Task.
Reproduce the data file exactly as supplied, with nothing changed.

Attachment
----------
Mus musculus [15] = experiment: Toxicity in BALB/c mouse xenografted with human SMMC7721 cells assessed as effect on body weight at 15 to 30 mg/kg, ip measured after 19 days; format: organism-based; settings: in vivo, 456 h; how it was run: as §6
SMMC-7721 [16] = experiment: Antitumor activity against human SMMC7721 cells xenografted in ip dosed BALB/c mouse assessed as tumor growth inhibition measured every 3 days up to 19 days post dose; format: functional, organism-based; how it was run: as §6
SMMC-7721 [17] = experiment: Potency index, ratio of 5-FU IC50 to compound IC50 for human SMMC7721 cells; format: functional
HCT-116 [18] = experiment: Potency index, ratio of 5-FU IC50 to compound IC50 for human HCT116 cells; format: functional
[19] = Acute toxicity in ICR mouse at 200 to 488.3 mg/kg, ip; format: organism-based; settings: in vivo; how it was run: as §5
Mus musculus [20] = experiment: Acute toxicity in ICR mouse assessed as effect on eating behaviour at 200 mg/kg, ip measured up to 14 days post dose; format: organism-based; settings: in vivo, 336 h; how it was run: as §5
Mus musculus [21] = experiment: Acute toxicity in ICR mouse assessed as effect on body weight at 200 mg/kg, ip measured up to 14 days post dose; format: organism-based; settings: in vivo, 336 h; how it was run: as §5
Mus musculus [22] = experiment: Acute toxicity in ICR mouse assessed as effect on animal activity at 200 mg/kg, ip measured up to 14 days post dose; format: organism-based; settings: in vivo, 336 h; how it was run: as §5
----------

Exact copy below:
Mus musculus [15] = experiment: Toxicity in BALB/c mouse xenografted with human SMMC7721 cells assessed as effect on body weight at 15 to 30 mg/kg, ip measured after 19 days; format: organism-based; settings: in vivo, 456 h; how it was run: as §6
SMMC-7721 [16] = experiment: Antitumor activity against human SMMC7721 cells xenografted in ip dosed BALB/c mouse assessed as tumor growth inhibition measured every 3 days up to 19 days post dose; format: functional, organism-based; how it was run: as §6
SMMC-7721 [17] = experiment: Potency index, ratio of 5-FU IC50 to compound IC50 for human SMMC7721 cells; format: functional
HCT-116 [18] = experiment: Potency index, ratio of 5-FU IC50 to compound IC50 for human HCT116 cells; format: functional
[19] = Acute toxicity in ICR mouse at 200 to 488.3 mg/kg, ip; format: organism-based; settings: in vivo; how it was run: as §5
Mus musculus [20] = experiment: Acute toxicity in ICR mouse assessed as effect on eating behaviour at 200 mg/kg, ip measured up to 14 days post dose; format: organism-based; settings: in vivo, 336 h; how it was run: as §5
Mus musculus [21] = experiment: Acute toxicity in ICR mouse assessed as effect on body weight at 200 mg/kg, ip measured up to 14 days post dose; format: organism-based; settings: in vivo, 336 h; how it was run: as §5
Mus musculus [22] = experiment: Acute toxicity in ICR mouse assessed as effect on animal activity at 200 mg/kg, ip measured up to 14 days post dose; format: organism-based; settings: in vivo, 336 h; how it was run: as §5